- We also have unique showcase opportunities for more established members at the Sundance & Tribeca Film Festivals, as well as other events like last year's Swerve Festival in Los Angeles, amongst others.

How do you look for the next "hotshot" writers/bands?

- Just by using my ears and eyes. I go and see a lot of shows, and listen to a lot of MySpace music through bad speakers, and demos through better ones. As I said earlier, I tend to work the most on bands that speak to me right out of the gate.

What's the most common misconceptions you hear about performance royalties in your day-to-day work?

- The most common has got to be that we are a publisher. We are not. Also, that all you have to do to get paid is have your singer sign up. You need to have every writer on a given song join as both a writer and publisher, and then you need to REGISTER YOUR TITLES at If you didn't write the song, you don't get paid. Also, no managers or lawyers should commission this income, and no one should EVER take a piece of your writer income. There's probably a top-100 list, but I'll leave it there.

How do you resolve split disputes?

- We don't. As ASCAP, we can't say "he's right, she's wrong," or anything like that. We will help facilitate the change, but it takes a letter signed by all interested parties to resolve a split dispute. Luckily for me, unluckily for those who hold stock in Tylenol, we are neither mediators nor intellectual property lawyers.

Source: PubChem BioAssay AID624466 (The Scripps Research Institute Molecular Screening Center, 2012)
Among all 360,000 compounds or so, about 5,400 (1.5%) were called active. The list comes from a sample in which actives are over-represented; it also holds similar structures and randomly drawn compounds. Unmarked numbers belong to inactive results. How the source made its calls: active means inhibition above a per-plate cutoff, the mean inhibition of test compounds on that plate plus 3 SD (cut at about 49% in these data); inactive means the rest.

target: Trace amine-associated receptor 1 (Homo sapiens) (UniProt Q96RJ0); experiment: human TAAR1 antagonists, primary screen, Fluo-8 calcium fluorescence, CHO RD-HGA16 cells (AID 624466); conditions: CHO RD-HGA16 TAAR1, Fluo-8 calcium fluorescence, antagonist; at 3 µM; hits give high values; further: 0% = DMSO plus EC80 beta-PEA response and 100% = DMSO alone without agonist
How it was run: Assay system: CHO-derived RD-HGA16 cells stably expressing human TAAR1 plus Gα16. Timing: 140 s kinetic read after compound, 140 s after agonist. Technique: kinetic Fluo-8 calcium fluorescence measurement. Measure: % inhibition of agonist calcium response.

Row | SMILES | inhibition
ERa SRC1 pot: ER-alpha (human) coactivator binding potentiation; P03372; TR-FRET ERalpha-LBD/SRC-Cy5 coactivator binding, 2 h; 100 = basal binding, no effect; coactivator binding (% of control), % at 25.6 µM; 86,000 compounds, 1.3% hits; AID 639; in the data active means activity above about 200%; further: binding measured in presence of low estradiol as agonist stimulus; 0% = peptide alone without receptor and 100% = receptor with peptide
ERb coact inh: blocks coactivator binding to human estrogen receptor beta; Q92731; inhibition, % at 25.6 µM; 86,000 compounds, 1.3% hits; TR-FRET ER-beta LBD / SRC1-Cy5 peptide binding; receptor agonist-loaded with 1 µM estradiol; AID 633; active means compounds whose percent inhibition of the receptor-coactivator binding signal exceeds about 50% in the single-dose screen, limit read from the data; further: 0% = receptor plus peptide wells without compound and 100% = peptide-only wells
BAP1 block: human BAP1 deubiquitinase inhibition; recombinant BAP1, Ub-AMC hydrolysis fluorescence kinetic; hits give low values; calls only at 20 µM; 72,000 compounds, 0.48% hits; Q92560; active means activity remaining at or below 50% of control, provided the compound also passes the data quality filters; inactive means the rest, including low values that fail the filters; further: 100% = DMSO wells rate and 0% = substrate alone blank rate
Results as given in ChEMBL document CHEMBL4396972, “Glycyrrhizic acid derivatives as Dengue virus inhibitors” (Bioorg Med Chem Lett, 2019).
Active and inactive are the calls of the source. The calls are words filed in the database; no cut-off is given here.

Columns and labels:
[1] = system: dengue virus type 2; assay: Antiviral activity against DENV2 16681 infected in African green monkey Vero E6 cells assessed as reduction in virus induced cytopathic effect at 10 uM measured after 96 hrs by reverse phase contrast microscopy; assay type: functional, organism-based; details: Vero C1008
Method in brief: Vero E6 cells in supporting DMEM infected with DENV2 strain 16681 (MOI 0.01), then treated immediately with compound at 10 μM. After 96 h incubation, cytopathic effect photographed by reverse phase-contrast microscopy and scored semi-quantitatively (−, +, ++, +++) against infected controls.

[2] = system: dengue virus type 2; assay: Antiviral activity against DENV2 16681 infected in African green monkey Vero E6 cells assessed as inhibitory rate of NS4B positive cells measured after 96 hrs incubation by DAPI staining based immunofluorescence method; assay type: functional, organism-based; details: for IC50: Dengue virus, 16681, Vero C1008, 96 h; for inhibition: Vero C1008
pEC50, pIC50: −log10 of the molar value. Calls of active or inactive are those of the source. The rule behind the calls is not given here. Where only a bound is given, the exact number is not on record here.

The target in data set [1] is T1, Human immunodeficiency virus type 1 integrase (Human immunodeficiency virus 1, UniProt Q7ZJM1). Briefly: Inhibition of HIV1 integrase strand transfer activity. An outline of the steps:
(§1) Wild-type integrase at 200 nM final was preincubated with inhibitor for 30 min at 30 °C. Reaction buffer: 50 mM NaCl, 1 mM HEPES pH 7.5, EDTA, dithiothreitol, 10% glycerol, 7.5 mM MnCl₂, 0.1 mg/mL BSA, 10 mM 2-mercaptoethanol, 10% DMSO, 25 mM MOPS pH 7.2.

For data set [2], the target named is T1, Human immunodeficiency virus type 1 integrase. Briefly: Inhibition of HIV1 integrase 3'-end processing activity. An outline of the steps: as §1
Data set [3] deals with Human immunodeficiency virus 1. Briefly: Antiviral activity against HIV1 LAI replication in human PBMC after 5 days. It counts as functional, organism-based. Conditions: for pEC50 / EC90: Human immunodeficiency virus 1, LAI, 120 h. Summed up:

How does the money break down work? Also: can you explain how your credits system works? Is it unique to ASCAP, or does BMI and SESAC have this system too?

- PRO money is paid to the writer and publisher of a work - if someone covers a song you wrote, you still get paid, not them. As a writer, you are, in most cases, also the publisher of your own works. That’s unless you sign a publishing deal - then you are giving up a percentage of publishing - not writing - income, in exchange for the services of that publisher. Works-for-hire tend to result in you giving away 100% of your publishing, but maintaining your writer share. For every dollar that comes in for the writer, a dollar comes in for the publisher.

- All that stuff is not unique to ASCAP, but the way we pay that money works like this: ASCAP's Board of Directors consists of 12 ASCAP writers and 12 ASCAP publishers. The President (currently the lovely and talented Marilyn Bergman) is always a writer. All of our members get the same payment for the same performance, which, strangely enough, is unique to ASCAP, but it’s directly related to our organization being run by members.

- As part of our not-for-profit status, and our consent decree with the US government, our finances are kept open. We publish our year-end reports in our member magazine Playback and on our website. This way, you can see exactly how much money we make, how much we spend, and how much goes back to our members. We have the lowest overhead costs of any PRO in the world (an operating ratio of about 11.9% and dropping - that means for every dollar we collect, 11.9 cents goes to ASCAP, the other 88.1 cents goes right back to our members).